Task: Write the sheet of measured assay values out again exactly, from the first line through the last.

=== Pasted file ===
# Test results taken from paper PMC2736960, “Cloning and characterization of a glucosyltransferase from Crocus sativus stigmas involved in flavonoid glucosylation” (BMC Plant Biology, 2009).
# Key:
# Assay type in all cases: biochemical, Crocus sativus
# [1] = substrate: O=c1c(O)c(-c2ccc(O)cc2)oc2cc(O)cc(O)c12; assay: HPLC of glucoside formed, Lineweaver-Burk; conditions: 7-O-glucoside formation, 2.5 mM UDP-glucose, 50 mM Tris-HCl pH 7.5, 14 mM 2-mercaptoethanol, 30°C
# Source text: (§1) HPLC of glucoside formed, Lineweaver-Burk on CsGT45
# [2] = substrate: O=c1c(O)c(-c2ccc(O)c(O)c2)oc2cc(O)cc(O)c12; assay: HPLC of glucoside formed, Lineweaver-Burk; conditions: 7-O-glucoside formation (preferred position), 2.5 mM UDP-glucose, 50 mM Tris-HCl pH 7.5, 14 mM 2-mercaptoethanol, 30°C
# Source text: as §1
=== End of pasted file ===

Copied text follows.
# Test results taken from paper PMC2736960, “Cloning and characterization of a glucosyltransferase from Crocus sativus stigmas involved in flavonoid glucosylation” (BMC Plant Biology, 2009).
# Key:
# Assay type in all cases: biochemical, Crocus sativus
# [1] = substrate: O=c1c(O)c(-c2ccc(O)cc2)oc2cc(O)cc(O)c12; assay: HPLC of glucoside formed, Lineweaver-Burk; conditions: 7-O-glucoside formation, 2.5 mM UDP-glucose, 50 mM Tris-HCl pH 7.5, 14 mM 2-mercaptoethanol, 30°C
# Source text: (§1) HPLC of glucoside formed, Lineweaver-Burk on CsGT45
# [2] = substrate: O=c1c(O)c(-c2ccc(O)c(O)c2)oc2cc(O)cc(O)c12; assay: HPLC of glucoside formed, Lineweaver-Burk; conditions: 7-O-glucoside formation (preferred position), 2.5 mM UDP-glucose, 50 mM Tris-HCl pH 7.5, 14 mM 2-mercaptoethanol, 30°C
# Source text: as §1